Historically low mortgage rates have been the spoonful of sugar helping buyers swallow steep home prices, bidding wars and scant affordable housing this year. Then, in a fever pitch, rates jumped after the election — and the latest from the Mortgage Bankers Association tell us the 30-year FRM spiked to 3.95 percent, from 3.77 percent. Some agents are seeing consumers to reacting with a since of urgency in the immediate aftermath.
- The average 30-year fixed-rate mortgage (FRM) spiked to 3.95 percent, from 3.77 percent, according to the Mortgage Bankers Association.
- This is still lower the 30-year FRM of 3.97 percent recorded last year at this time.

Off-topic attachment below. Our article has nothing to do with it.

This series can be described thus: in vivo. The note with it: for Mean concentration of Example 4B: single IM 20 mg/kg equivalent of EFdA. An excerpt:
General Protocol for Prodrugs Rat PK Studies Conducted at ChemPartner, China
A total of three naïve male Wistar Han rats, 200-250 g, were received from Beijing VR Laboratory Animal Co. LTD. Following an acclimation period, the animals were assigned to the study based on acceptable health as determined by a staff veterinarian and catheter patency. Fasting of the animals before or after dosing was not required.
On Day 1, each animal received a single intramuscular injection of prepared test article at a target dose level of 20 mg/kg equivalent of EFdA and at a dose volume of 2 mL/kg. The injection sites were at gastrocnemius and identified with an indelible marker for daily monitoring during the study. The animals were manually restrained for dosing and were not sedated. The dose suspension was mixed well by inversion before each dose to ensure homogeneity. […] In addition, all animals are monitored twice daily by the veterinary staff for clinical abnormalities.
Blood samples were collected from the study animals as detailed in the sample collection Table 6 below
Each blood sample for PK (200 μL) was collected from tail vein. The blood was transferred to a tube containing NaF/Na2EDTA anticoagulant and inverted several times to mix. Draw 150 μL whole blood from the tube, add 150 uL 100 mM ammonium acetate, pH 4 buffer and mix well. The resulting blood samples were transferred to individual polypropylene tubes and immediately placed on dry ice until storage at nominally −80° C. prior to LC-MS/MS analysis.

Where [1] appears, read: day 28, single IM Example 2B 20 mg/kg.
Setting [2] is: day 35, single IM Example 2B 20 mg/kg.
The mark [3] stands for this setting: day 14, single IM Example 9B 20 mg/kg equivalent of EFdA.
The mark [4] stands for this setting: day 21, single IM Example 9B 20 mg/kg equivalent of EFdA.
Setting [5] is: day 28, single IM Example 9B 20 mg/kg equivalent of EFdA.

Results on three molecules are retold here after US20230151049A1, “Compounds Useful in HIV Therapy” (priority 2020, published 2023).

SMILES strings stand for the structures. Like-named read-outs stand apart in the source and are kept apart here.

- Economists say the anticipation of Trump's pledged spending plans and tax cuts have investors anticipating some inflation and a dose of adrenaline to the economy -- and therefore there's been some market volatility.
- Some real estate agents are seeing consumers reacting to the increases with a sense of urgency by locking in rates and resuming negotiations.
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